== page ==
Biology for linguists: An obstacle or a royal path to concept building?
Exchanging models, metaphors and analogies between biology and linguistics is well known, and August Schleicher’s book Die Darwinsche Theorie und die Sprachwissenschaft (1863) is a typical work in this line of thought. Nonetheless, there is a “counter-mainstream” to this, which is less well known, but extremely interesting to follow: orthogenesis, an explicitly anti-Darwinian theory in biology, the consequences of which are fascinating to observe in the history of ideas in Soviet linguistics as well as in Russian émigré linguistics in the inter-war period. Here the names of Nikolaj Troubetzkoy and Roman Jakobson are of primary importance if we consider that they received most of their inspiration from Goethe’s ‘morphology’ (‘Formenlehre’) and Lev Berg’s ‘nomogenesis’. The discussion between Georges Cuvier and Étienne Geoffroy Saint-Hilaire in 1830 is also an important landmark to highlight the specificity of a Russian and Central European structuralism which is extremely different from Saussure’s.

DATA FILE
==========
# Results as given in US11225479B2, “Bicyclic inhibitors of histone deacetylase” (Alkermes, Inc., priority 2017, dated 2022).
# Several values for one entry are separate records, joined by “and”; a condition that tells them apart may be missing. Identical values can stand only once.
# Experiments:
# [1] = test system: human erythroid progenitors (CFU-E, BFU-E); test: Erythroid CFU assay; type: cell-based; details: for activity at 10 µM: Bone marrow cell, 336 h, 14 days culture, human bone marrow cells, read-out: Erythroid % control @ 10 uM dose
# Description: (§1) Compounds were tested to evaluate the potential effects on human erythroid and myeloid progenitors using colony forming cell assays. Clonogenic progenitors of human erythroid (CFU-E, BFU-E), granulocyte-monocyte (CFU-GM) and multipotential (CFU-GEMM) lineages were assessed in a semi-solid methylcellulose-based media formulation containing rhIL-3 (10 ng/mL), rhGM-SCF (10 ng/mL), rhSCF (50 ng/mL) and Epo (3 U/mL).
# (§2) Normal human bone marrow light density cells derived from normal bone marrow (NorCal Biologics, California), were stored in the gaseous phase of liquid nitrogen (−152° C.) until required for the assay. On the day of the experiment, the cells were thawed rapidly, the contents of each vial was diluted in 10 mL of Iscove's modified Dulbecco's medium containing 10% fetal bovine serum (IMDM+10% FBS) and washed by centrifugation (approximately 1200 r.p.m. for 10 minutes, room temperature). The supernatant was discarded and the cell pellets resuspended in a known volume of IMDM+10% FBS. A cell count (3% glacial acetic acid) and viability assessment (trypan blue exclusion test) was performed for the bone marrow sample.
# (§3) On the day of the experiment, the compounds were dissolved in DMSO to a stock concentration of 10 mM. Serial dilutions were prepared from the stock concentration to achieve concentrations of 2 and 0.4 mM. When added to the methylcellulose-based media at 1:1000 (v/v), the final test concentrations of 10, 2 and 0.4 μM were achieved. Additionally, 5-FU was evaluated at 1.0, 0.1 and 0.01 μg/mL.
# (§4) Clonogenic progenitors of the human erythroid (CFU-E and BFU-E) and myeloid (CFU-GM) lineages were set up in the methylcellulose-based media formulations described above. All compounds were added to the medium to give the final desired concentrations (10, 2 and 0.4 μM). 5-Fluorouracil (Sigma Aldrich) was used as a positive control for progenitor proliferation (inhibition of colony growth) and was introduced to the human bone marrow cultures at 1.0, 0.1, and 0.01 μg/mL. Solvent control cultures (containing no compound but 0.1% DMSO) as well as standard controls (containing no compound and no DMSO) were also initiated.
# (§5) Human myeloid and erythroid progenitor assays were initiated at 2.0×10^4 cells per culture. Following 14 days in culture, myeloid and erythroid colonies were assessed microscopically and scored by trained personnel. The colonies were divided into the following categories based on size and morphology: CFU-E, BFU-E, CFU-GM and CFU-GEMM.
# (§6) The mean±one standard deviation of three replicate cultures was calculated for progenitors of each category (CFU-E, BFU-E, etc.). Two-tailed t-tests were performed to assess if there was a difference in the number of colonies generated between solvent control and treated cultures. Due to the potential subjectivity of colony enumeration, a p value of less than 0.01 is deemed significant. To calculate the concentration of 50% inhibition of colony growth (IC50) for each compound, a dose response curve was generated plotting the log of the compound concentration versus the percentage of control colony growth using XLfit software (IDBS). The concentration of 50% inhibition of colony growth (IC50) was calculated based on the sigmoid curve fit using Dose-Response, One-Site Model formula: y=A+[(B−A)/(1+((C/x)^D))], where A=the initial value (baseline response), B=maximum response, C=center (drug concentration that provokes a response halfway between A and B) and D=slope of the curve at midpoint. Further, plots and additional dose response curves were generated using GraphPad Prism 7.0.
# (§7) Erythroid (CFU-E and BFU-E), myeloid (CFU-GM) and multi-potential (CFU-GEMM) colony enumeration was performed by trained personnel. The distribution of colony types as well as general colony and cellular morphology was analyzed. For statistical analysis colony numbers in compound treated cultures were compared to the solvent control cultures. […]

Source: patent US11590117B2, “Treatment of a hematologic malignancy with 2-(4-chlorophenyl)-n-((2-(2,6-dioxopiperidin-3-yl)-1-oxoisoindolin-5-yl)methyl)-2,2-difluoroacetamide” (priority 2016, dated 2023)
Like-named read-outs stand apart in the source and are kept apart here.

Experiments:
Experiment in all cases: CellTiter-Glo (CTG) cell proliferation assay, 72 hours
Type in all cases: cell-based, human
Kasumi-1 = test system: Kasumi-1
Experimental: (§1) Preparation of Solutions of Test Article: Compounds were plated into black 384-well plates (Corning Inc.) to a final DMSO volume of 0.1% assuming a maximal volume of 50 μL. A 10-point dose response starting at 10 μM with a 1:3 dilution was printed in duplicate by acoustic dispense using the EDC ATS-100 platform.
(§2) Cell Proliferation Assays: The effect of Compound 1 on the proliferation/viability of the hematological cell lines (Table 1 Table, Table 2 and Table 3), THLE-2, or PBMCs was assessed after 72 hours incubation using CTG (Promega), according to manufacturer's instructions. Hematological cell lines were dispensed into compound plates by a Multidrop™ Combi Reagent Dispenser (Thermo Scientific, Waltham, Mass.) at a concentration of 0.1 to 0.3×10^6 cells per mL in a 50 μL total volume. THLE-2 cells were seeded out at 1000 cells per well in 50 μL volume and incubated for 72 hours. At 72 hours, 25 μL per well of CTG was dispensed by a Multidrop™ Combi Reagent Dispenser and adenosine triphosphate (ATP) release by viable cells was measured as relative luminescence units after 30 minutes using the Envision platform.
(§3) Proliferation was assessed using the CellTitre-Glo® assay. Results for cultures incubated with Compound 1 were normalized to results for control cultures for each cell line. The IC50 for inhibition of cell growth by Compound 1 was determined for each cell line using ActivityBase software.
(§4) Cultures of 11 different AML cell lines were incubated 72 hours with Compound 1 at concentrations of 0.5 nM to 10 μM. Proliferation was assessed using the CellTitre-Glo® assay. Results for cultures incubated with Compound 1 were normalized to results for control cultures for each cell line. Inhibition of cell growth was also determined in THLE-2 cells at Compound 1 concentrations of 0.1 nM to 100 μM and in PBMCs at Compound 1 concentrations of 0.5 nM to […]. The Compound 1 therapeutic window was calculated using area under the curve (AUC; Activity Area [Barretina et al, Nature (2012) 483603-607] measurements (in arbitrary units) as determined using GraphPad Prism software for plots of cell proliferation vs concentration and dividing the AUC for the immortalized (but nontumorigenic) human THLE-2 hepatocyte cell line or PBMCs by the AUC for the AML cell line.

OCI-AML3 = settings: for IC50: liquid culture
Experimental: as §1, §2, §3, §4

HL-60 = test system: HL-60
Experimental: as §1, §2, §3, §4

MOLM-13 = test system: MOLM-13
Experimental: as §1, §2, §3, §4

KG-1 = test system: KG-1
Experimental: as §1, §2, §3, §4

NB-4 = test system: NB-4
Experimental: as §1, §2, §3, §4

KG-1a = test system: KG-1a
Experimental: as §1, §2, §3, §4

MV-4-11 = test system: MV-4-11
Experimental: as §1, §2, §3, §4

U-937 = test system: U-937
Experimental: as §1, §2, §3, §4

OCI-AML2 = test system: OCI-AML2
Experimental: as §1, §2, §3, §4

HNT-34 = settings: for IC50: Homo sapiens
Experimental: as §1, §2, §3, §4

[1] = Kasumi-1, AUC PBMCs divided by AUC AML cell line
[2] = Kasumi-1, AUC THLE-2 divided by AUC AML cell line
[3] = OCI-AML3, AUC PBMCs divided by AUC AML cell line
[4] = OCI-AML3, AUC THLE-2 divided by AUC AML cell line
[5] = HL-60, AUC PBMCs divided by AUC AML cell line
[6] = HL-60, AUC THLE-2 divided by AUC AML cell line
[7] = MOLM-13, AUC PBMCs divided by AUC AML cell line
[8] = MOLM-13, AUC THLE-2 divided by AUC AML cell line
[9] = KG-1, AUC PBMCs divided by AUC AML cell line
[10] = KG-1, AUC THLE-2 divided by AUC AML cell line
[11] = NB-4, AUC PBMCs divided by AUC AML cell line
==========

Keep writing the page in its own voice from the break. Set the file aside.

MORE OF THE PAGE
morphology; nomogenesis; structuralism; Roman Jakobson
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